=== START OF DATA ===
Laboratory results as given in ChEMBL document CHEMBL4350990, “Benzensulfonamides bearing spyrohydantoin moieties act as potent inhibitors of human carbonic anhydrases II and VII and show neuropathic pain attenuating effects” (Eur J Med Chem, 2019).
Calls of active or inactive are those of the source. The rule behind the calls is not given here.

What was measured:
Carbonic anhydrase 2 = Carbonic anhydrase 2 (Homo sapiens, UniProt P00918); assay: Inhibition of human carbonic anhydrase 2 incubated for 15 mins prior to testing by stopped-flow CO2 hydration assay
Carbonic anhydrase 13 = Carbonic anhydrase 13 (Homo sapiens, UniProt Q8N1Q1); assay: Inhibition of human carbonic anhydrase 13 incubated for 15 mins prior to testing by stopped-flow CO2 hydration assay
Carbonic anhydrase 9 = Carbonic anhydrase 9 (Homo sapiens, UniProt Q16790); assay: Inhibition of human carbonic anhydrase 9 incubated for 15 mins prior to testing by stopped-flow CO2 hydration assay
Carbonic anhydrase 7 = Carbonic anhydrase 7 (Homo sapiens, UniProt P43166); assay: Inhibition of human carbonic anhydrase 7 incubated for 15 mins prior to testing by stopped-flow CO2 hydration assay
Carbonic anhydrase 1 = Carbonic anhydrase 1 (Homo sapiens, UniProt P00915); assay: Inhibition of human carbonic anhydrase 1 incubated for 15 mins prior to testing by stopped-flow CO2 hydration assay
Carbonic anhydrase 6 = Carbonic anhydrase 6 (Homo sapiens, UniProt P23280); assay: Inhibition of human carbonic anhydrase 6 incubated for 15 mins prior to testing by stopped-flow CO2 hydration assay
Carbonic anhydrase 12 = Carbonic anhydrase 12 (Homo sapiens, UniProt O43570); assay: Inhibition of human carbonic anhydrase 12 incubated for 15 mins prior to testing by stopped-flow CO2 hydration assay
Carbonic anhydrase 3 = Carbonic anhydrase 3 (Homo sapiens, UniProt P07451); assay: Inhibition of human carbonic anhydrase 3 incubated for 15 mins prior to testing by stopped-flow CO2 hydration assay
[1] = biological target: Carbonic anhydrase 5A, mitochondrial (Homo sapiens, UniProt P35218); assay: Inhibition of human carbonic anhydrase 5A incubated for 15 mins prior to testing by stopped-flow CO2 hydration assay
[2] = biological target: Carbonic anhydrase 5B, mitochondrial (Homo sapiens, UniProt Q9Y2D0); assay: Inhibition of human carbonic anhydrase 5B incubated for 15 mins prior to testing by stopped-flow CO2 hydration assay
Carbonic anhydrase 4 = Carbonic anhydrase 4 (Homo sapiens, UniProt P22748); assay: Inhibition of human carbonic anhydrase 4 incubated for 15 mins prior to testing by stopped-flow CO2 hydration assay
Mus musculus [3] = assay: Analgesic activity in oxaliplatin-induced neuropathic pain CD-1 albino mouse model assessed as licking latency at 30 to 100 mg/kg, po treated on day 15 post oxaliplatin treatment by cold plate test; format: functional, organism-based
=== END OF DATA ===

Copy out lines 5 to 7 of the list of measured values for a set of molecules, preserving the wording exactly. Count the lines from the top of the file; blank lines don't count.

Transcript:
Carbonic anhydrase 13 = Carbonic anhydrase 13 (Homo sapiens, UniProt Q8N1Q1); assay: Inhibition of human carbonic anhydrase 13 incubated for 15 mins prior to testing by stopped-flow CO2 hydration assay
Carbonic anhydrase 9 = Carbonic anhydrase 9 (Homo sapiens, UniProt Q16790); assay: Inhibition of human carbonic anhydrase 9 incubated for 15 mins prior to testing by stopped-flow CO2 hydration assay
Carbonic anhydrase 7 = Carbonic anhydrase 7 (Homo sapiens, UniProt P43166); assay: Inhibition of human carbonic anhydrase 7 incubated for 15 mins prior to testing by stopped-flow CO2 hydration assay